INA - Younger and older generations recently reached out to learn more about one another at the first-ever Generations Connect event to be held at Rend Lake College. Many participants of varying generations, demographics and cultural backgrounds asserted that they enjoyed the meeting and considered it to be beneficial.
A group of 28 RLC students and 7 older adults, consisting of college faculty and area residents, completed a 12-question survey about their opinions of how varying generations can combine their strengths for the greater good of academia and society in general.
The survey was given to 29 similar groups who met on university and college campuses throughout Illinois. The purpose was to develop a comprehensive study – the “White Paper” – that will be compiled and presented to the General Assembly. The study is titled “The Opportunities for Education in an Aging World” and was initiated by the Center for Intergenerational Leadership at Southern Illinois University in Carbondale in conjunction with the Generations Connect conveners, such as those who participated at RLC on Thursday. Leading the meeting was RLC’s Institute of Lifelong Learning Director Lori Ragland and Liberal Arts/Anthropology and Sociology Professor Sue Tomlin, Ph.D. Tomlin was the recipient of the 2006 Statewide Lifelong Learning Instructor of the Year Award.
The study addresses the strengths and needs of younger and older adults, their contributions and how they can work together for a better world. Participants were asked how frequently they interact with someone of a different generation, whether they would benefit from more intergenerational interaction and to share their opinions on the best way to connect generations on campus.
“Bringing the young and aging members of the community together is an issue that must be addressed and Rend Lake College is all for supporting initiatives to make that happen,” said Rend Lake College President Mark S. Kern.
“I just saw an article today from the associated press that cited a study showing only 46 percent of communities across the nation are preparing to deal with the aging baby boomers and that, in less than three decades, the number of U.S. citizens over 65 years of age is expected to be double what it was in 2000,” he added. “In my opinion, the means to intergenerational involvement are warranted and the outcome will be beneficial to the educational system.”
Those who attended Generations Connect at RLC reportedly agree with Kern.
A focus group made up of 24 students under 25 years of age, three 26- to 41-year-old participants, three who are 42 to 64 years old and three seniors 61 to 80 years of age were actively engaged in an open, friendly discussion about how their generations could deploy their attributes for the betterment of society.
Of those polled, a majority reported that the primary catalyst for an improved world is to raise the bar for achievement in education and retirement, followed by creating a climate of understanding and organizing a volunteer system to involve all ages.
In contrast to nominations for Martin Luther King Jr., Harry S. Truman, George Washington, John F. Kennedy, Franklin Roosevelt, Bill and Hillary Clinton, Ronald Reagan, Pope John Paul II, Jesus Christ and Princess Diana; an overwhelming majority of participants chose a relative – typically a grandparent or parent – as their choice of a good leader.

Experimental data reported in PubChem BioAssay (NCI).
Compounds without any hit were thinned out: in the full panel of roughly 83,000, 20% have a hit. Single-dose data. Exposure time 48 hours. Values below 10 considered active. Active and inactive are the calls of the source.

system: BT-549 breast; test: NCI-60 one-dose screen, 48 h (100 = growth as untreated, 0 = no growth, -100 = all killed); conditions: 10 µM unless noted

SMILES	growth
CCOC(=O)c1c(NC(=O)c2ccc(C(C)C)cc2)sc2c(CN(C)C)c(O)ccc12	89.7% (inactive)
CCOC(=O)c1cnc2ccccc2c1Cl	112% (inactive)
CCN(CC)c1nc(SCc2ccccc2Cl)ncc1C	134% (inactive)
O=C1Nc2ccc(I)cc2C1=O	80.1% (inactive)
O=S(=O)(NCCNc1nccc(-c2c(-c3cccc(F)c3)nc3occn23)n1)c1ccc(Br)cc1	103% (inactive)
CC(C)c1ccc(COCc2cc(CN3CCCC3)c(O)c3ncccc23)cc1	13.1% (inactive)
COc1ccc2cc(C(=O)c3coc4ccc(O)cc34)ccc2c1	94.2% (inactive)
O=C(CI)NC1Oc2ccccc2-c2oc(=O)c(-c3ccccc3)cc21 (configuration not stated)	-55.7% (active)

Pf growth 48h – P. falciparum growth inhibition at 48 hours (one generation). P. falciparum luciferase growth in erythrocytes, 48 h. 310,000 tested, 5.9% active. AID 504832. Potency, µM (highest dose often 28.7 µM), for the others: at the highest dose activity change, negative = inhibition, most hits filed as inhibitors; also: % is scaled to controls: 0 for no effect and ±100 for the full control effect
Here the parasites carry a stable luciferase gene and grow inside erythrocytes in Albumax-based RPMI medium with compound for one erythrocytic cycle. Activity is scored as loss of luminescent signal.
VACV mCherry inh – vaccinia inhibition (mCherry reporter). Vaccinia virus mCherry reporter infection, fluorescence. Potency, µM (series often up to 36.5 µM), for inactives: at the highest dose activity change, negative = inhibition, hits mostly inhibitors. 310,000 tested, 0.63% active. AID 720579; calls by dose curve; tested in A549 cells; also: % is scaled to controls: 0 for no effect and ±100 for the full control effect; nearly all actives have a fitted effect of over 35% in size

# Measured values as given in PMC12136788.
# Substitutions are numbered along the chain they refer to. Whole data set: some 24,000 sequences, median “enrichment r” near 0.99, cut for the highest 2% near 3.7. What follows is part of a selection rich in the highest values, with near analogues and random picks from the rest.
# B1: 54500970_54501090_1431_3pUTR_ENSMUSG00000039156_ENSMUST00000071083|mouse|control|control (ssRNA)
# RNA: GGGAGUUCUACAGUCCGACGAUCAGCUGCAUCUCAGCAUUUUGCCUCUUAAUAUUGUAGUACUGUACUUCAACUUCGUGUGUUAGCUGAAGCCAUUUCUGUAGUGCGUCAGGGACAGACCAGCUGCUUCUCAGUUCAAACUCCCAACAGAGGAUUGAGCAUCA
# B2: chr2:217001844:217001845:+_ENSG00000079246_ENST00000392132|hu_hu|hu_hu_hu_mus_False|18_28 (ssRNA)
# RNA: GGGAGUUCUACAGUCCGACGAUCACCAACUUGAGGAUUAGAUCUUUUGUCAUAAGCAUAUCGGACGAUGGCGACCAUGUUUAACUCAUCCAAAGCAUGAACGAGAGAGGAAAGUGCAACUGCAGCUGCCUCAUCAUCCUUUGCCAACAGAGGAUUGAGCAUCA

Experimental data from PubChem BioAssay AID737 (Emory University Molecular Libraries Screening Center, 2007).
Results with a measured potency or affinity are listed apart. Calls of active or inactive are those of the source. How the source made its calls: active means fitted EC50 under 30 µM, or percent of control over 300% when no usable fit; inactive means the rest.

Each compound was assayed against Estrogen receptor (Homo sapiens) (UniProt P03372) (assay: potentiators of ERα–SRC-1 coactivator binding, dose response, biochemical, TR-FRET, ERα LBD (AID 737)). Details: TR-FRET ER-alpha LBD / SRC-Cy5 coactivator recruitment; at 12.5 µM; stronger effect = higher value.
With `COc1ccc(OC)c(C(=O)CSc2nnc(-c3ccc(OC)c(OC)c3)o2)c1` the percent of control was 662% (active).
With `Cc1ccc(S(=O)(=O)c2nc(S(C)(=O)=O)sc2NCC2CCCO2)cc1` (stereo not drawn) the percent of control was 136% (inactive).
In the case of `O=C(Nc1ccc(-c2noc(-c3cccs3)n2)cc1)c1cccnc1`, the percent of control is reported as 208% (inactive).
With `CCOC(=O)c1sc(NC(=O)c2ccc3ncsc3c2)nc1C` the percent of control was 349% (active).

One student announced that her grandmother’s value-driven approach to life makes her a role model whom she admires. A middle-aged participant said she is inspired by the 51 years of marriage her parents have maintained since they were wed at the young ages of 17 and 21.
Of the five groups, most stated that experience was the top contribution from older generations and that creative ideas were the most valued contributions from younger generations. Curiously, only one group out of the 35 participants surveyed reported leadership as a quality associated with youth. Tomlin pointed out that those at the college-entrance age possess vital leadership attributes.
Work ethics became a topic of controversy among the participants.
Some argued that stronger work ethics were found in older generations while others disagreed. One older participant commended the work ethics of her younger co-workers while a younger group member challenged those of some of her elder colleagues.
“The 50-year-olds I work with will do their work and are done ... The 30- and 40-year-olds, they’re just lazy,” she said of her co-workers at the nursing home where she is employed.
A few participants stated that they feel the best ways to connect generations on campus are through curriculum and faculty, a specific organization for intergenerational volunteering and Lifelong Learning programs.
Ragland noted the willingness of participants to involve themselves in future intergenerational initiatives. The surveys showed that 25 were interested in helping plan intergenerational events at RLC, 25 were interested in helping to create a specific organization for intergenerational volunteering and all but three participants would like to attend future focus groups such as Generations Connect.
“I was amazed to see how many were interested in helping plan intergenerational events and create a volunteer organization,” Ragland said.
To summarize the intergenerational meeting, a student said, “Through these types of meetings, you realize the impact different generations make or have made on society.”